Black Male Childrens Have Highest Rates of Food Allergies


Children, males and blacks have the maximum rates of food allergies in the United States, and the risk is 4.4 times higher among male black children than in the general population, a new study finds.
Overall, 7.6 million people (2.5 percent of the U.S. population) are anticipated to have food allergies, according to researchers who analyzed data from 8,203 people, aged 1 year to 60 and older, who were included in the National Health and Nutrition Examination Survey in 2005-06. The participants had their blood tested for antibodies to four specific foods: peanuts, milk, eggs and shrimp.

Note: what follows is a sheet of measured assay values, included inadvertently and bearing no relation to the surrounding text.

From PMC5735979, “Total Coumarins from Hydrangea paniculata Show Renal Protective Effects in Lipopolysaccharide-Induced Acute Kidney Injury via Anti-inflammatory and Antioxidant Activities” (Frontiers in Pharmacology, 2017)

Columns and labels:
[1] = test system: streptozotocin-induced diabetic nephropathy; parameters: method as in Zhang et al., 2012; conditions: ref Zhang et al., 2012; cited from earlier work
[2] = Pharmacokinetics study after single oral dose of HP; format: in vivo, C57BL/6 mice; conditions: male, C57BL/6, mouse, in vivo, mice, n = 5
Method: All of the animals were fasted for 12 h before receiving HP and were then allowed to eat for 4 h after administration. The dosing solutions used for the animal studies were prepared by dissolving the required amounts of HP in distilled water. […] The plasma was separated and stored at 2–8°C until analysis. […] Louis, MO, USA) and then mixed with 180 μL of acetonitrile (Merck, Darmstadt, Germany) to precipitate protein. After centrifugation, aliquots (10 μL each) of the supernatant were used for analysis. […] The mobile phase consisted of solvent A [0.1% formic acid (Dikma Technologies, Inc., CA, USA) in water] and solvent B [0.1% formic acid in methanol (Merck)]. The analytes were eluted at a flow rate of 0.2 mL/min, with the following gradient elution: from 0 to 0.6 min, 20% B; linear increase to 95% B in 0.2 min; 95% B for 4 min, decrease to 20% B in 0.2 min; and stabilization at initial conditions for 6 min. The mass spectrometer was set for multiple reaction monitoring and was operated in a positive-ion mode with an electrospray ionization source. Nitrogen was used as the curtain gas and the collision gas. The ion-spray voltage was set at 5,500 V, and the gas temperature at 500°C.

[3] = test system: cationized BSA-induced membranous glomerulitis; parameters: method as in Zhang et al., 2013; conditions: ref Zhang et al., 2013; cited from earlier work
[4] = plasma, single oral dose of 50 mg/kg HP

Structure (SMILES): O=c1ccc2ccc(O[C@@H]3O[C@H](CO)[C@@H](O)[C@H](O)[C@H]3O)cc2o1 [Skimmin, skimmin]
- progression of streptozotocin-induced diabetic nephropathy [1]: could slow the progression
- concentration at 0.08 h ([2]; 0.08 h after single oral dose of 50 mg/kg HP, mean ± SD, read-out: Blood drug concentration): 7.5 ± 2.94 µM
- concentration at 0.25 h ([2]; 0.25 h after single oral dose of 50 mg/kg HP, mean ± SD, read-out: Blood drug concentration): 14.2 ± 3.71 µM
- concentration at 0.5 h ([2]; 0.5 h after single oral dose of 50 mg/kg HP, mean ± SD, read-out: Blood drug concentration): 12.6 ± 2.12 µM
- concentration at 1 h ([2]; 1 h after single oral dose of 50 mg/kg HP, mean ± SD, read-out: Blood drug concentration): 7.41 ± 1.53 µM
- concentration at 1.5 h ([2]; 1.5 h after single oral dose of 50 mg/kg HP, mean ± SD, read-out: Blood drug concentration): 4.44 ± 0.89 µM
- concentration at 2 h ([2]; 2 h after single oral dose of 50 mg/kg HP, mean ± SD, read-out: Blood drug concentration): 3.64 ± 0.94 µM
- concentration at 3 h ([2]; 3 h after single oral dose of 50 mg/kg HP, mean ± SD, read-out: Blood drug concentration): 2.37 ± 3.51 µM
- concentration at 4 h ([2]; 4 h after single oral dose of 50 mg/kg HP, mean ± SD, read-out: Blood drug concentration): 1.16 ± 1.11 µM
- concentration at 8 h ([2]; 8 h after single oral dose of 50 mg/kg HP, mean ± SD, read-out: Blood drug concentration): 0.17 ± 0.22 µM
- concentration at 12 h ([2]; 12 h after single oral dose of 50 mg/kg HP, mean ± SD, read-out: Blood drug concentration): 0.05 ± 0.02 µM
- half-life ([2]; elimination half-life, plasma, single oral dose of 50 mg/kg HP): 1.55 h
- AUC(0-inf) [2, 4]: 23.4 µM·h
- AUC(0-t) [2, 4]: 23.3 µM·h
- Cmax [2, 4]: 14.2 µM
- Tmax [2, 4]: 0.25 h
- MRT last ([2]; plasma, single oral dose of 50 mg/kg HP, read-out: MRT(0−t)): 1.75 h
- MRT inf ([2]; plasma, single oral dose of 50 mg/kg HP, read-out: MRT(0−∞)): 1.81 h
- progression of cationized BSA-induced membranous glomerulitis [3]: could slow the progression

Food allergy rates were maximum (4.2 percent) among children aged 1 to 5 and lowest (1.3 percent) among adults elder than 60. Compared to the general population, food allergies were two times more common among children aged 1 to 19, three times more common among blacks and two times more common among males.
People with asthma were 3.8 times more likely to have food allergies than those who had previously been diagnosed with asthma but no longer had it. Food allergies were seven times more common among people who had an asthma-related emergency department visit in the past year than among those who had ever been diagnosed with asthma but hadn't been to an emergency department.
"This study provides further credence that food allergies may be contributing to severe asthma episodes, and suggests that people with a food allergyDr. Andrew Liu, and asthma should closely monitor both conditions and be aware that they might be related," study author  an associate professor of pediatrics at National Jewish Health in Denver, said in a news release from National Jewish.

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